10 Metrics to Monitor in the LTE Network
The deployment of LTE increases dependency on the underlying network, which must be closely monitored in order to avert service-impacting events. In addition, the rise of vendor-specific performance management platforms establishes barriers to end-to-end network visibility and hinders operational troubleshooting. The following whitepaper highlights ten critical metrics for successful monitoring of an LTE network and recommends solutions to LTE monitoring challenges.
LTE was designed to increase the capacity and speed of wireless data networks by moving away from dedicated circuit networks to a more simple IP-based architecture with significantly reduced transfer latency. The migration to an all-IP infrastructure of converged voice, video, and data places additional emphasis on the underlying network and associated mechanisms, all of which must be closely monitored in order to avert service-impacting events.
In order to ensure efficient delivery of services and Quality of Experience (QoE) for the customer, the following performance metrics must be monitored and collected in the LTE environment:
The load caused by authentication creates many issues for carriers. In addition to collecting baselines for internal user metrics, synthetic tests should be used to check the availability of the authentication process (AAA, HLR/HSS) and provide a user experience metric that ensures the UE can be authenticated on the network. Employing a multi-layered testing strategy requires a simple ping on the DNS name (to test the lookup), a port lookup test to query if the port is accessible, as well as a more thorough test of the authentication process itself. This multi-layered approach indicates if there is an issue with the server, the process, or the backend application itself.
2. Firewalls and Load Balancers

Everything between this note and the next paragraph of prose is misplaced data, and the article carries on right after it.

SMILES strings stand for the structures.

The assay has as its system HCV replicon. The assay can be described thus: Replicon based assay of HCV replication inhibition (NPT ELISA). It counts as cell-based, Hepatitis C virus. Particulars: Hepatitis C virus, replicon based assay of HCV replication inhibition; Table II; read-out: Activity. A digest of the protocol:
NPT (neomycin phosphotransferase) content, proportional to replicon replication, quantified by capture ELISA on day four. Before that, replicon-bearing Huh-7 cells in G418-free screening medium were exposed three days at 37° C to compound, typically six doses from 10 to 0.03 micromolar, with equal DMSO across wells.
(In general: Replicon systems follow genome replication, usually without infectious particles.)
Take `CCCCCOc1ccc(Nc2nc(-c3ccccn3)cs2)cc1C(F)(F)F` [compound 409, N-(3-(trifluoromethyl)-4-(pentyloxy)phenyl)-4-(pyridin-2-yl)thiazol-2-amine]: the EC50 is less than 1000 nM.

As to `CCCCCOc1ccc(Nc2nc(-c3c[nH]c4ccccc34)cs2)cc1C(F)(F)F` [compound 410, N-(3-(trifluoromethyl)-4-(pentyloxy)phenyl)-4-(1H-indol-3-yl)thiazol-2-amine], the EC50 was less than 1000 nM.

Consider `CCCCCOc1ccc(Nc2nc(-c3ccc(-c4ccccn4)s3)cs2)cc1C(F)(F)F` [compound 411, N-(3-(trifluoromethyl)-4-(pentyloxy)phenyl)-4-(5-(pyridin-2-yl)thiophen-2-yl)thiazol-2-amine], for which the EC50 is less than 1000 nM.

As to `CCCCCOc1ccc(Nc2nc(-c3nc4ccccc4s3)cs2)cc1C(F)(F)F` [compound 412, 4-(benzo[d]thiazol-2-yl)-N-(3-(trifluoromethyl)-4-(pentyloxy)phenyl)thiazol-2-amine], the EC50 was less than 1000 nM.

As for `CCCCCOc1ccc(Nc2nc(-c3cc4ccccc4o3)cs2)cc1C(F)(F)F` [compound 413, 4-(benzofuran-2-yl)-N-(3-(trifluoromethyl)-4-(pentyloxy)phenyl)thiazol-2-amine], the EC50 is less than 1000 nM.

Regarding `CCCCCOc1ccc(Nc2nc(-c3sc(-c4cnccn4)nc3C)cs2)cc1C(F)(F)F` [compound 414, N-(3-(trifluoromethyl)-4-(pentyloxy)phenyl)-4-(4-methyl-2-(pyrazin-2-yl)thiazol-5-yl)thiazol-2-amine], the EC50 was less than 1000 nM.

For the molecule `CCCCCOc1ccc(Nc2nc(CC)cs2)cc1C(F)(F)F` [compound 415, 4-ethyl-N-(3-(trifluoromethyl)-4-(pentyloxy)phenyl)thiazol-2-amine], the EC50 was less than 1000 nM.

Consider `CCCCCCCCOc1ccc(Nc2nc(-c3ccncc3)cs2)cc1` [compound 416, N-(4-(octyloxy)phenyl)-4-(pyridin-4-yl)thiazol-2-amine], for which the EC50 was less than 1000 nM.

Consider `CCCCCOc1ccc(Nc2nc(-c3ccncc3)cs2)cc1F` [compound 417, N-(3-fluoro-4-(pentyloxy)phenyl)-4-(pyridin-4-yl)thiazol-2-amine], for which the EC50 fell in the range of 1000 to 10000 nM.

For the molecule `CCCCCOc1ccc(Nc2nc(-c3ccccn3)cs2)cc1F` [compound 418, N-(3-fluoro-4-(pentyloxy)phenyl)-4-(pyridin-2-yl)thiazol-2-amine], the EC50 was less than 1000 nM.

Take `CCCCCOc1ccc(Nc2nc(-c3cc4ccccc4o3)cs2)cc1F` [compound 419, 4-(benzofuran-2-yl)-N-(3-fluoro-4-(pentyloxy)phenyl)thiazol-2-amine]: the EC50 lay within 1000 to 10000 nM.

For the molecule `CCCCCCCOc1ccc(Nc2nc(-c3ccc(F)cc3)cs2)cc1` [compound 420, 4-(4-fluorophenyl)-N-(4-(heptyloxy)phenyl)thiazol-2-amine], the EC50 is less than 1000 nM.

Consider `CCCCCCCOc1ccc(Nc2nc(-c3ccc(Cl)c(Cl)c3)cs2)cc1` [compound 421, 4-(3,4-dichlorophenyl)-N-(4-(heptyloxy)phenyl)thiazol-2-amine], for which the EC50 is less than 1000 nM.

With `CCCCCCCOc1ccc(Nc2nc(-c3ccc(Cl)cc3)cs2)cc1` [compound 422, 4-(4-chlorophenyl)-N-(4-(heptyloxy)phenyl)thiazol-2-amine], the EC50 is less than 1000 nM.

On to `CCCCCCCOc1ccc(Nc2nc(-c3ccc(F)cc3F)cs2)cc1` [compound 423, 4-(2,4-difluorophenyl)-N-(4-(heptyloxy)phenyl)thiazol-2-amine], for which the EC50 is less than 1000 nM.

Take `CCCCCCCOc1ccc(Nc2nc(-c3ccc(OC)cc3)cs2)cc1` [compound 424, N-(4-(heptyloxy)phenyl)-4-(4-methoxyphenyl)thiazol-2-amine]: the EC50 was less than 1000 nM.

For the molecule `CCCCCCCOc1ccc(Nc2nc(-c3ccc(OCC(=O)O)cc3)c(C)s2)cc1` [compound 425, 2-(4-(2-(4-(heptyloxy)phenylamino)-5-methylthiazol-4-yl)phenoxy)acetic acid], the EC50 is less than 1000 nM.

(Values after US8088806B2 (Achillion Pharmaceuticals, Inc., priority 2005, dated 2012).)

The core is front-ended with load balancers and firewalls. Monitoring the number of connections and sessions prevents overload that might indicate Distributed Denial of Service (DDoS) attacks and ensures the performance of these devices as they protect the core. New load balancers can use performance information from other parts of the infrastructure to perform on-demand updates to the routes, provide in-line insight, and manage user function.
3. PDN Gateway and Serving Gateway: CPG
In the IP environment, it is important that the PGW has sufficient IP addresses in the pool for the requesting User Equipment (UE). Alerting on abnormal allocation – as well as capacity prior to exhaustion – is critical to maintaining user connectivity. Collecting session and connection history provides an understanding of baseline usage patterns and allows for alerting of abnormal behavior. Understanding the connectivity to the Internet (HTTP requests) allows for more efficient routing and – combined with the SGW QoS metrics and traffic behavior – provides offloading assistance in peering decisions. As the SGW is the connect point for traffic, making sure that it has sufficient memory and processing power is critical to its serving functions.
An important metric for service connectivity is bearer success history of the end user equipment (and its associated ratio of success to failure). Monitoring the S6a interface for effective success ratio of subscriber information reveals if the UE is successfully entering the network. This data also provides usage information for capacity planning and capital expenditures. In addition, understanding the performance of the transport (router/switch) in time context with the MME provides insight as to the impact of the infrastructure on the service.
While the eNB does not provide direct communication with the UE, it does motivate and manage the complex radio initiatives. It is specifically important to monitor the radio bearer, radio admission, and connection mobility control, as well as the uplink/downlink scheduling. Combining metrics around radio resource provides a Radio Quality indicator to allow for ‘hot spot’ determination. As the eNB provides the forwarding/routing function to traffic transiting the tower, it is important to make sure that the data utilization to SGW stays within quality limits.
All service to and from the UE depends on the devices that transport the packets. Performance monitoring and the creation of thresholds for metrics such as CPU and memory on Layer 1, 2, and 3 devices, as well as the performance metrics (Utilization, IN/OUT, Discards, etc.) of individual interfaces across multiple technologies (Ethernet, MPLS, Microwave, etc.) are critical to the delivery of end-to-end service and each individual service component.
7. IMS/Applications: Physical Servers